Here, at last, we arrive at Christmas 2014 and once more a contented Crambie family relax as, for the 47th year in succession, my dear wife Ruth has served up a truly festive feast at our Lancaster Street home in Bonnie Colne.
As the Christmas candles flicker and glow, son Shaun raises his glass of the finest Martell Cordon Bleu Brandy calling out: “Here’s to us all in 2015”.
Meanwhile, over by the bedecked, twinkling Christmas tree, daughter Janette and Darren are both tucking into the tasty selection of this year’s Christmas cheeses.
As the snow softly falls outside, grandson Nathan sings along to Jona Lewie’s number one Christmas hit, “Stop the cavalry”, while into the room enters Ruth with her famous home-made Christmas-tide trifle to us all cheering loudly.
Now I settle into my cosy armchair with my bottle of Captain Morgan rum and a box of the finest chocolate marzipan just as the classic Christmas film “It’s a Wonderful Life” begins on our TV screen. My eyes slowly close as snow comes down on George Bailey’s hometown of Bedford Falls.
Suddenly my eyes open wide as I hear a voice boom out: “Hey four-eyes, over here now”.
A shiver goes down my spine as I see a face from the past. Why here’s Bryan (Coco) Corbridge and with him is his long-time cohort Ian (Fanny) Stansfield!
I stare in amazement as Bryan and Ian come towards me with a huge hat-pin each, as the feeling of deja-vu sweeps over me. I’m off. I remember so well my big school initiation ceremony many decades ago!
My mind boggles: where am I?
Suddenly I spy a poster in a window nearby which reads: “Primet County Secondary School: the headmaster J.A. Thorn B.A invites all pupils to a grand Christmas party in the school assembly hall on Saturday, December 25th, 1954, at 7pm”.
My head spins. I’ve gone back in time 60 years! Why I’m back at my old school where I had such happy days from 1954 to 1958.
Just then I see over by the air-raid shelter my old classmate Granton Burrows. Why, he’s holding the very same canary-yellow Pifco transistor radio when we both heard for the very first time in this very same school yard the now truly transcendent sound of “Rock around the clock” by Bill Haley and his Comets.
Our joy in hearing this two minutes and eight seconds rock and roll masterpiece changed our lives forever.
As Granton leaps around on top of the air-raid shelter I see a familiar figure coming towards me. Why, here’s dear old Mr Dowson, our much-loved science teacher. Oh how we laughed when he blew up the science lab!
Now over by the bike-sheds I see an old leather-case ball being kicked around by a dozen or so first-yearers. My eyes widen as I recognise my classmates from 60 years ago! Here’s my great pals Trevor Riddiough and Graham White. I smile as I remember the japes we had in class.
Also here are Gordon Ellis, Trevor Lonsdale, Keith Gibbons, David Heaton and Keith Carradice. Within a few years these talented Primet School Boys would become the nucleus of the all-conquering Colne Dyamoes.
As I wander near to the girls’ quadrangle, I suddenly see three fourth-form school girls. Here’s Joan Hodson, Iris Conway and Glenis Mackriel. I’m blown away seeing these stunning girls again. Later all three would become gorgeous beauty queens.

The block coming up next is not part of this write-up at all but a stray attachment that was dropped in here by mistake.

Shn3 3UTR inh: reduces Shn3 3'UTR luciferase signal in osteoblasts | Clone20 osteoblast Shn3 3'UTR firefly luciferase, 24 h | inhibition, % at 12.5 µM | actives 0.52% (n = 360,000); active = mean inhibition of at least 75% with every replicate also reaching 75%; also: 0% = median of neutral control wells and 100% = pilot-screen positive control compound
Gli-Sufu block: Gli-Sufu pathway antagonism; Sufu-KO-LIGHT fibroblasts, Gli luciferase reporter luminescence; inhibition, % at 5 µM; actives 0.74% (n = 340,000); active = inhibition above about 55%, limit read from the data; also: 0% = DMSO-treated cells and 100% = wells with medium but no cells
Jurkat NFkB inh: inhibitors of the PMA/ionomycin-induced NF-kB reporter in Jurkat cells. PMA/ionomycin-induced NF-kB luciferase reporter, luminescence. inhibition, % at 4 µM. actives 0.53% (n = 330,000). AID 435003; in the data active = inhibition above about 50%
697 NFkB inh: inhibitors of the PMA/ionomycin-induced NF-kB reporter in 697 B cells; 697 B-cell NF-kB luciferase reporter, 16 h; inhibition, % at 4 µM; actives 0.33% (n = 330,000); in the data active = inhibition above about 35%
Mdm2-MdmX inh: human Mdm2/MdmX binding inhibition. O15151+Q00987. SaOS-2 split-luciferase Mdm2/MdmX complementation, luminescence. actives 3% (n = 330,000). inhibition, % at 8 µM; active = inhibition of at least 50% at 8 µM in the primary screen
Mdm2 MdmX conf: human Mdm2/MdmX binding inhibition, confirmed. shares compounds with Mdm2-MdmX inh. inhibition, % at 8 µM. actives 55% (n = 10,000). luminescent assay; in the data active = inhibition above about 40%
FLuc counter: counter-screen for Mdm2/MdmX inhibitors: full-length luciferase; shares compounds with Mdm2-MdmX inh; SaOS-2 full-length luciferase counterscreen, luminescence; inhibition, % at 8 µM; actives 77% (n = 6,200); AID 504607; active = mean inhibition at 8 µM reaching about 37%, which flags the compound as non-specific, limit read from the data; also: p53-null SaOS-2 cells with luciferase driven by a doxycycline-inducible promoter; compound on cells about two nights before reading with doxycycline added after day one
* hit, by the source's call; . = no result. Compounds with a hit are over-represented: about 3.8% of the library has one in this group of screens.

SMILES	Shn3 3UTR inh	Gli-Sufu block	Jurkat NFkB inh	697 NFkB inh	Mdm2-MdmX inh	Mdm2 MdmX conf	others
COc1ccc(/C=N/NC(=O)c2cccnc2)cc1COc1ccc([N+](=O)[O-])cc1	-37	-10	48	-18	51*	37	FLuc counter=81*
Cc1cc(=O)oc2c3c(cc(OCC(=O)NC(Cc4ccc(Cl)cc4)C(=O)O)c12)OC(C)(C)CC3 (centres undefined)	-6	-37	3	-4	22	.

Now I spot more faces from the past. Why here’s David Walker, who would play football for both Burnley and Southampton, Jimmy Wild at just 17, the Lancashire Cricket League’s youngest ever “double” winner with Colne CC in 1959 and Barrie Gibbons, the first captain and indeed the very first goalscorer for Colne Dynamoes in 1963.
I’m seeing more now over by woodwork class as a time-honoured Mr Sharples looks out from his domain. Here’s Jack (Smiler) Pickup, Norman (Tinker) Stevenson, Allen (Oola) Braithwaite, Morris (Moss) Hartley, Dougie (Ned) Bourne and the greatest Primet character of them all, David (Codder) Cutler!
I’m smiling at how much joy I have recalling all these wonderful Primeters when suddenly my smile turns into a huge beam. Over by the main gates I can see my classmate of yesteryear Rita Pearson, who at the fourth-form 1957 Christmas party danced with me to the number one hit “Tammy” by Debbie Reynolds. It was just sublime.
Now as I rush over to give Rita a hug, who I hadn’t seen since we left school at 15 in 1958, I’m suddenly startled by a loud shout: “Geoff, behind you!” I look up to see who’s calling out and there at the top of the school’s 60ft high water tower waving their navy-blue school caps are my old classmates Roy (Granny) Greenwood and Graham (Kipper) Capstick who both yell out: “Run, Geoff, run!”
I look behind me to see a nightmare scenario: coming for me are all the Primet Secondary School staff from my “rock and roll” years there from 1954 to 1958! Here’s Mr Richardson with his extra whippy cane, then following on are Mr Peel, Mr Bannister and Mr Brindle, all with leather straps in hand. Mr Proctor’s next, complete with a gym plimsoll, and here is Mr Wharton with his trusty cricket bat and here’s Miss Atkinson with her hardwood ruler. Miss Briggs and her blackboard rubber is followed by Miss Edmundson, Miss Foulds, Miss Ashton and Miss Martindale, all with pens and paper for 200 lines of “I must not fall asleep in class!”
Still running, now over to the school allotments where I glance behind to see our school caretakers Mr Wright and Mr Cox, one wielding a broom, the other a mop and here’s Mr French, our school groundsman, who’s holding a long rake, followed by the school head cook Mrs Rollinson, who’s brandishing a pretty large rolling pin! I’m now legging it over Wackersall Railway Bridge when suddenly a balloon explodes behind me!
”Wake up Grandad; George Bailey’s made it back home”, Nathan shouts to me.
I look round and see all my dear family round me.